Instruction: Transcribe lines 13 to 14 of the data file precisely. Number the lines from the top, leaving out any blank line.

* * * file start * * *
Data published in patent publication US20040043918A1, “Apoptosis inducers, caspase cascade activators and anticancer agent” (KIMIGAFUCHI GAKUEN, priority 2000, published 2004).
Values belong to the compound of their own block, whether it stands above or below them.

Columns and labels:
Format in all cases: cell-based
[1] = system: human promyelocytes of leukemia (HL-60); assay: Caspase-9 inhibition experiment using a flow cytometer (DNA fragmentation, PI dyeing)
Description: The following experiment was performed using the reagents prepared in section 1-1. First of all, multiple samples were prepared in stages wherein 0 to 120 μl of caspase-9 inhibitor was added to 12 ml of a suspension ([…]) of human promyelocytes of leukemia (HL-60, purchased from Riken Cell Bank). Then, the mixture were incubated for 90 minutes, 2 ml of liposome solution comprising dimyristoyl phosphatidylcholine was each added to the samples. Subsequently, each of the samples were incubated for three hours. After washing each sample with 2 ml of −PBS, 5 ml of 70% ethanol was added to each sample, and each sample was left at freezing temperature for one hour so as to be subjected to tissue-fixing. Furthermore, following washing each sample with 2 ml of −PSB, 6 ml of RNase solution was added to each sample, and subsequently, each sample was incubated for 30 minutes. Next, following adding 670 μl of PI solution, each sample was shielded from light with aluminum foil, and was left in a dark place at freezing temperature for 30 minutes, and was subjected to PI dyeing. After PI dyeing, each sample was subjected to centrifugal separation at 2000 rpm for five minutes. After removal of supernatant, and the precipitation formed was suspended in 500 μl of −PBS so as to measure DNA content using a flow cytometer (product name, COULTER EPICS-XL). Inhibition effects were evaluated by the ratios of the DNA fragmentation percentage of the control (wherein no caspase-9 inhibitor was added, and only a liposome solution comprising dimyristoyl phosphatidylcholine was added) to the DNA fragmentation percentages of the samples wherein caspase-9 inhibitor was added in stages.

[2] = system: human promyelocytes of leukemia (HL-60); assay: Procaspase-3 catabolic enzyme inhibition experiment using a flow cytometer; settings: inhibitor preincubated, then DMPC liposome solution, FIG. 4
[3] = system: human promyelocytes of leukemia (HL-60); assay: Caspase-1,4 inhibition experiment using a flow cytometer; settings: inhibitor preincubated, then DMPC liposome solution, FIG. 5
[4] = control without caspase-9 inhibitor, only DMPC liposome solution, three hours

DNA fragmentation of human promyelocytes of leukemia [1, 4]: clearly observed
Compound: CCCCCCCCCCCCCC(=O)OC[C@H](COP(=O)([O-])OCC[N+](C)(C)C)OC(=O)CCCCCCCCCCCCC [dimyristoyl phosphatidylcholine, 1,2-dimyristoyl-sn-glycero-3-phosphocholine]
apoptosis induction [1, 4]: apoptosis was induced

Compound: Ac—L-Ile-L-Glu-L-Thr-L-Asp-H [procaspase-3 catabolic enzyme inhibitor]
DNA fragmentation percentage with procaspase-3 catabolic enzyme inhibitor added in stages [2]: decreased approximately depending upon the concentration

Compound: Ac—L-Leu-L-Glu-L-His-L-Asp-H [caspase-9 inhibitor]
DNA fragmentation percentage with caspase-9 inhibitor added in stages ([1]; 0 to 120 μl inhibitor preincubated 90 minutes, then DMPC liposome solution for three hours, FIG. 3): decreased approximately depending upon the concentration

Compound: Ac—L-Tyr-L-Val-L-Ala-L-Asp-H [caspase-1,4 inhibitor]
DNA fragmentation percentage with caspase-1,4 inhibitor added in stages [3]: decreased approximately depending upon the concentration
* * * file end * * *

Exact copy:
Compound: Ac—L-Ile-L-Glu-L-Thr-L-Asp-H [procaspase-3 catabolic enzyme inhibitor]
DNA fragmentation percentage with procaspase-3 catabolic enzyme inhibitor added in stages [2]: decreased approximately depending upon the concentration